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BJP MP Saumitra Khan’s reaction to wife Sujata Mondal Khan’s decision to switch parties has again proven the entrenched misogyny of politics!
Politically 2020 has been a happening year. From Rajasthan, and Madhya Pradesh to West Bengal, changing political loyalties of party members were brought under the limelight. Some defected, some changed loyalties, while some came back to the folds of their party eventually. But one thing that this instability brought to the fore once again is the disdainful and deeply misogynistic treatment of women politicians.
I’ve been following the playing field that the major parties in Bengal – TMC, BJP, and CPI(M), have constructed for the 2021 Assembly elections. It is messy, to say the least. But the segment who is being treated worst in this muddle are the women.
Ahead of the 2021 elections, a string of people crossed over to another opposing camp amid controversies. The latest among them is Sujata Mondal Khan who moved out of the BJP to join Mamata Banerjee’s TMC. She was instrumental behind BJP’s win of the Bishnupur constituency in the General Elections of 2019.
What was disheartening in this scenario was the way in which her husband, BJP MP Saumitra Khan spoke of her decision. And equally saddening was the way the media covered the story with clear sympathies for Saumitra Khan. However, neither comes as a surprise given the patriarchal nature of Indian politics. Khan, publicly announced, that he will be serving divorce papers to Sujata Mondal Khan for choosing to switch parties.
Saumitra Khan’s major complaint against Sujata Mondal Khan was choosing “politics over family to feed your high ambitions.” The BJP MP’s statement makes it clear on the very public platform of Indian media that Sujata Mondal Khan is supposed to ‘choose’ her family over her politics. What this means is, as a woman and a wife, Mondol Khan cannot be ‘allowed’ to have independent political thought or pledge allegiance to the organisation of her choice.
In Indian society, women with high ambition do not fit the patriarchal conception of an ‘ideal’ woman. She should prioritise her family over all else, be the primary care-giver. This is to limit a woman within the spheres of domesticity and gender roles. And even when they venture out, it must be for the benefit of the male members. Since Sujata Mondal Khan is not subscribing wholly to the patriarchal tool of subjugation that gender roles are, Saumitra Khan is considering divorce!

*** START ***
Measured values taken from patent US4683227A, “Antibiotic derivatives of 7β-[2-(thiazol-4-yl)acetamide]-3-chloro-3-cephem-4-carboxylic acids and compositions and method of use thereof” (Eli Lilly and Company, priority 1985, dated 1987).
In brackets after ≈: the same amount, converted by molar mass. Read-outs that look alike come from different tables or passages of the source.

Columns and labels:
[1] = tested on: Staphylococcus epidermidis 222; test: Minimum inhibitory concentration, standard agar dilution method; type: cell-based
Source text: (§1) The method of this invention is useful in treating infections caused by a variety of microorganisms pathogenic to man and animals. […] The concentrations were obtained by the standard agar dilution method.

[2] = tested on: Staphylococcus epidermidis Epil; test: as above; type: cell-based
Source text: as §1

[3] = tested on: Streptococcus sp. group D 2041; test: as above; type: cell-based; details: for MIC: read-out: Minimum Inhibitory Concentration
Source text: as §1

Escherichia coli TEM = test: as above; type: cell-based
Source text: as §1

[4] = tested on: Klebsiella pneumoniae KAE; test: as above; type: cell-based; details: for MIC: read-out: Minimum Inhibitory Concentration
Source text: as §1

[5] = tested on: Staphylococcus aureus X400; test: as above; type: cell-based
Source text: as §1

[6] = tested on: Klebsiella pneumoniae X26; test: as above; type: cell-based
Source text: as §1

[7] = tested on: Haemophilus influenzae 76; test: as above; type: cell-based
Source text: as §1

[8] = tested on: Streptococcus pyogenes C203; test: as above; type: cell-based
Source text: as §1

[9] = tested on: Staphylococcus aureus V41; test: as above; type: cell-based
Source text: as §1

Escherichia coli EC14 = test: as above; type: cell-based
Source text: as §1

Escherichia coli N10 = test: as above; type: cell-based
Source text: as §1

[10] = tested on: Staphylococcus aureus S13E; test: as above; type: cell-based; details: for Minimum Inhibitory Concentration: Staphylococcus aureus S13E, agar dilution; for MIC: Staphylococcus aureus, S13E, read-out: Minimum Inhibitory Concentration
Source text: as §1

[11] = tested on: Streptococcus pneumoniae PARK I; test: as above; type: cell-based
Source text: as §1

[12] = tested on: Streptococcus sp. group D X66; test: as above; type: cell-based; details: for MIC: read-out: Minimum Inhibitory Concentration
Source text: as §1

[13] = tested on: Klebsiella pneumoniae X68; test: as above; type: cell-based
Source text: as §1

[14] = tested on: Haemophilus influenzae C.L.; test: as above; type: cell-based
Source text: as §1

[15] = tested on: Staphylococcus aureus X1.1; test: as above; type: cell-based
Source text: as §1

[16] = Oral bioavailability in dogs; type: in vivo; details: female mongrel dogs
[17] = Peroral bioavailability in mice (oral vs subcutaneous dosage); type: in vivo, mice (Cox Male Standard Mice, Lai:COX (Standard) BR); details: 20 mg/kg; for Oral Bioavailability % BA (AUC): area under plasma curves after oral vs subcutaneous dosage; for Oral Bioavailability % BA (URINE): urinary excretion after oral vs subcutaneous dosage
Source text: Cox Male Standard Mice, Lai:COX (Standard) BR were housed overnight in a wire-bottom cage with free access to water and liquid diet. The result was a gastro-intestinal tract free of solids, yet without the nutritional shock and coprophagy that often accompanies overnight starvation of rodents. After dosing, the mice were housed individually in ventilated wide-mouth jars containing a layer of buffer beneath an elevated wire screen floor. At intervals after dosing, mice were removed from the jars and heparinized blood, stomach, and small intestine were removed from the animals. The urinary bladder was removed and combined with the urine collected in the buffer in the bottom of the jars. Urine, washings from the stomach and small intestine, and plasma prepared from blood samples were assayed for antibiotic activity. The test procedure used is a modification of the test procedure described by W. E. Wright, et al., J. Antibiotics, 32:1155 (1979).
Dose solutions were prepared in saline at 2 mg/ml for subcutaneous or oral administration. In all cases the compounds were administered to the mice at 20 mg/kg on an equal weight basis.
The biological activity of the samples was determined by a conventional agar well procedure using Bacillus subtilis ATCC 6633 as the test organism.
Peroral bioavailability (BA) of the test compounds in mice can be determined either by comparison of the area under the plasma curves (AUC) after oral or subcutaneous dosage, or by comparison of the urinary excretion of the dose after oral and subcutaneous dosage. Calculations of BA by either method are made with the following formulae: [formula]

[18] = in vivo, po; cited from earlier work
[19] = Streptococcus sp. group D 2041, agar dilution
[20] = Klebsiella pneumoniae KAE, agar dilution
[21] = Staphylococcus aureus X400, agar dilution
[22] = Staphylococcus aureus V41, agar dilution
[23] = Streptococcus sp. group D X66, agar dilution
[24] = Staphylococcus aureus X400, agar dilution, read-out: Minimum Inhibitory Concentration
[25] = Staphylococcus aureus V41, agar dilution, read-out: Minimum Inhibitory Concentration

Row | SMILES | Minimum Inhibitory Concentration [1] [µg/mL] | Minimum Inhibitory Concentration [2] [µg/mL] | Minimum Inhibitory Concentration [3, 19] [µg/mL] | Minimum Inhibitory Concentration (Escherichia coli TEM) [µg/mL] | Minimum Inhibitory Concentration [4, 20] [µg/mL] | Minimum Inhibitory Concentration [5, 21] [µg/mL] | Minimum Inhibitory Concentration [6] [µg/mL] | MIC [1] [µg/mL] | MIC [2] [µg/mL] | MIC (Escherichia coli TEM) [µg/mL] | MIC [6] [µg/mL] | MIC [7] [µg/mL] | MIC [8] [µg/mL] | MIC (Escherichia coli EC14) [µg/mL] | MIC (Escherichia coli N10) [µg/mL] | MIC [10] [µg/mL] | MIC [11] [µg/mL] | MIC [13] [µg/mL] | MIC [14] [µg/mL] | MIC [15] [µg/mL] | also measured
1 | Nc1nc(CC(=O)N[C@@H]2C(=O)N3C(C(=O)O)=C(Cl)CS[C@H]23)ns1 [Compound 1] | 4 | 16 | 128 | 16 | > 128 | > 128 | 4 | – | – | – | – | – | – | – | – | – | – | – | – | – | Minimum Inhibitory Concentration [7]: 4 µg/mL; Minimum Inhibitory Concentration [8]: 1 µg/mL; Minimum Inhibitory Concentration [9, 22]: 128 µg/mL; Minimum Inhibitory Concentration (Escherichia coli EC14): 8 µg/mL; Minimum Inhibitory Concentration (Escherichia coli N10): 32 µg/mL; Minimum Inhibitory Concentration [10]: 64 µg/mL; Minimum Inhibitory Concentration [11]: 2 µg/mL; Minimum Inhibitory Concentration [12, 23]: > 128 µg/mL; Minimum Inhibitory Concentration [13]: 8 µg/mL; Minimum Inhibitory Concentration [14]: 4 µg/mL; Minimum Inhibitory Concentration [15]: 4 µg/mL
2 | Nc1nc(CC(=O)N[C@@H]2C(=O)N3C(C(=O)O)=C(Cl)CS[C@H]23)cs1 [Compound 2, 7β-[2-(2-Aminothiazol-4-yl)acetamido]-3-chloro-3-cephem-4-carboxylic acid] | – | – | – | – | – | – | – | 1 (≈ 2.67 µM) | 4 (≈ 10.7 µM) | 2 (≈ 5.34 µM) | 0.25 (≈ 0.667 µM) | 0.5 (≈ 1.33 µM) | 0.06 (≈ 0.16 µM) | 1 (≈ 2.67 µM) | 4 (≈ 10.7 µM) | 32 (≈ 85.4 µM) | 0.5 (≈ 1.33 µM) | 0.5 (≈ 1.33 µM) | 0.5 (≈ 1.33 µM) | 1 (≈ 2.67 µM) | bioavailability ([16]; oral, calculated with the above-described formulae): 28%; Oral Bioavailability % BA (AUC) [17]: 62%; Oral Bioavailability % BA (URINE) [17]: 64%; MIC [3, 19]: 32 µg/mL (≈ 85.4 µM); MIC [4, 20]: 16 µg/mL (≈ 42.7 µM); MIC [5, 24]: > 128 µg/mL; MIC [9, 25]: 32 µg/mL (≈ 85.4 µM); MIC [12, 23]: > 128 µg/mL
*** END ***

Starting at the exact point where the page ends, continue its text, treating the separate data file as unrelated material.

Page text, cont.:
But as I noticed, this compulsion to choose family over ambitions was not applicable for her male counterparts. In contrast, Suvendu Adhikari, hailing from a family of TMC loyalists, crossed over to BJP without anyone hurling similar complaints. For him, it was not a betrayal to his family. He was never made to face the choice between family and politics. For, of course, he’s a man!
On the other hand, after CPI(M) MLA from Haldia, Tapasi Mondal quit her party on Friday, it turned out her husband had joined the BJP a few days earlier. She left apparently due to lack of space for her to work independently within the folds of the Left Front. But she also mentioned how it wouldn’t be fair for two members of a family to belong to different parties. Clearly, the husband, Arjun Mondal did not have to choose his family over his ambition, but Tapasi did. So, I suppose, it is absolutely fair for me to wonder if Tapasi Mondal was coaxed into toeing the line of the patriarchal structure of family!
In the national-level political arena, leaders like Sharad Pawar and Jyotiraditya Scindia shifted their allegiances but were not questioned similarly. In fact, their families followed suit.
What is most heartbreaking and frustrating in this entire ordeal is how even in 2020, after years of feminist struggle and women breaking various barriers, not much has changed.
Even today we have to talk about the private-public divide and assert that women are not properties of their fathers or husbands. The society still demands that women adhere to gender roles and choose their families over all else.
The dreadful 2020 might be coming to an end, but the patriarchal notions dictating and policing the conduct of women is not going anywhere. A lot of work is yet to be done to dismantle it.
Picture credits: Stills from ANI’s Twitter handle
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An undergraduate student of Political Science at Presidency University, Kolkata. Describes herself as an intersectional
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